Ambassador Mitchell's Press Briefing
covering burma and southeast asia
Saturday, November 18, 2017
Interview

INTERVIEW

Ambassador Mitchell's Press Briefing


By THE IRRAWADDY Friday, December 16, 2011


COMMENTS (2)
RECOMMEND (497)
FACEBOOK
TWITTER
PLUSONE
 
MORE
E-MAIL
PRINT
(Page 3 of 4)

There is not a role for the United States in telling either country what to do with sovereign decisions on foreign policy and international relations. We haven’t in the past and we won’t in the future.

QUESTION: I have two questions for you. Number one, talking about regional security, what is your biggest concern of Burma? Number two, talking about democracy development, what is the future of Burma’s democratic development? Can you give us some concrete --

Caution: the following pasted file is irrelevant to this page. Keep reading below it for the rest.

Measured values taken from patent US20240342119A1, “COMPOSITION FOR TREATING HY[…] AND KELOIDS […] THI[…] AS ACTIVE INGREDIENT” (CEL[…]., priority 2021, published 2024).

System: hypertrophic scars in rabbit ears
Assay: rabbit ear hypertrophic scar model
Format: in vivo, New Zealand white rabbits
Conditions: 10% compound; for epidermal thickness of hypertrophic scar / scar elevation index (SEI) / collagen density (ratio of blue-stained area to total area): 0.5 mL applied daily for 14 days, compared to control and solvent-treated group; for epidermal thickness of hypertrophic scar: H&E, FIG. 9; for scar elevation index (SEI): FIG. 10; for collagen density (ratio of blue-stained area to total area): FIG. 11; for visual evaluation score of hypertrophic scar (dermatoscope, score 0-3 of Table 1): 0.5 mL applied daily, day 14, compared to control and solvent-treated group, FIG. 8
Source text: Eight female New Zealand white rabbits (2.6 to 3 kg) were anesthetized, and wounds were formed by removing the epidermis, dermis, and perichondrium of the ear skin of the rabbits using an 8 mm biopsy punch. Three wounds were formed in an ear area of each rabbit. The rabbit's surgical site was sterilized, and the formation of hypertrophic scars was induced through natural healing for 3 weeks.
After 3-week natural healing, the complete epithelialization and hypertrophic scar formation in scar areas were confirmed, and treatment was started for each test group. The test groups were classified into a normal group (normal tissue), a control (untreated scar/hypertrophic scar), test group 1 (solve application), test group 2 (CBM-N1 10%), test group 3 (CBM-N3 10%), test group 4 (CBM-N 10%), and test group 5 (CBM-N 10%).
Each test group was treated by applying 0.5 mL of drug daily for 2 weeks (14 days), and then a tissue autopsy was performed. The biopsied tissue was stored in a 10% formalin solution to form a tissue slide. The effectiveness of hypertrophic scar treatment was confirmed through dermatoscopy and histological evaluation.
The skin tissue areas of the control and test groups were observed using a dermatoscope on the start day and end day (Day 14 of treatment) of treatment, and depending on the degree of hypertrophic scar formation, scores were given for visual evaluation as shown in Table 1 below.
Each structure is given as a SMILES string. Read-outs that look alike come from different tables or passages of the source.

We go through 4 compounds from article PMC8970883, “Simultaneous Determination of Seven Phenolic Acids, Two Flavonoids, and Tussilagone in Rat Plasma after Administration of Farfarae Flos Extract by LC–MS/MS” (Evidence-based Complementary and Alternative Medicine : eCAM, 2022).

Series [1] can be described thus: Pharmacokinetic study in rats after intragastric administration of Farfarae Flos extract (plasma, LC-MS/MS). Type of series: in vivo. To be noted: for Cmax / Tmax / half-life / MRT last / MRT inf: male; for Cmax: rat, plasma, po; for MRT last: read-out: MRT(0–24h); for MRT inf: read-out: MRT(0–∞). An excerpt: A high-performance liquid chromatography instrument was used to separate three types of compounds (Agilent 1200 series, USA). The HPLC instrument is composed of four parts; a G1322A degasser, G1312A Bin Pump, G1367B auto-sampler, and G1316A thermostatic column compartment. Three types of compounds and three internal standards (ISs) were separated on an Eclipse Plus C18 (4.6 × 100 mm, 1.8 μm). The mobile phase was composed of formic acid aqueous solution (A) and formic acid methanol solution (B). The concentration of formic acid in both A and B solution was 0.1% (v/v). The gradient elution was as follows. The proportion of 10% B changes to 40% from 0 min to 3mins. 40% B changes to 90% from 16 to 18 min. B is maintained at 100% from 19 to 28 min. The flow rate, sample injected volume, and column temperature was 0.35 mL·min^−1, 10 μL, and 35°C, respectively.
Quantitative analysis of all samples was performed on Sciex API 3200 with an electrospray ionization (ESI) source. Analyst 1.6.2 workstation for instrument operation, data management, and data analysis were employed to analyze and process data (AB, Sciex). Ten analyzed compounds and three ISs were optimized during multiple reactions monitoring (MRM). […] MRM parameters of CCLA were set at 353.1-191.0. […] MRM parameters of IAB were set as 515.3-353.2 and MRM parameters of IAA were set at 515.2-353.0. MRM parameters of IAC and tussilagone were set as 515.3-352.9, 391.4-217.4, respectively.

AMBASSADOR MITCHELL: Can I get a repeat of the first question?

QUESTION: The first question is talking about regional security, stability. So what is America’s biggest concern about the political situation of Burma?

AMBASSADOR MITCHELL: Biggest concern. The biggest concern I think is the defining challenge, in essence, of Burma post-independence which is its national unity and national reconciliation. The ability of the country to find a resolution to the division between the ethnic minorities, ethnic nationalities and the center, and the Burman majority. They’ve been basically at civil war, or at least had these constant internal conflicts I should say, since its inception as an independent nation. I think that remains the biggest concern that we all must have about the stability of the country, the sustainability, of the stability of the country.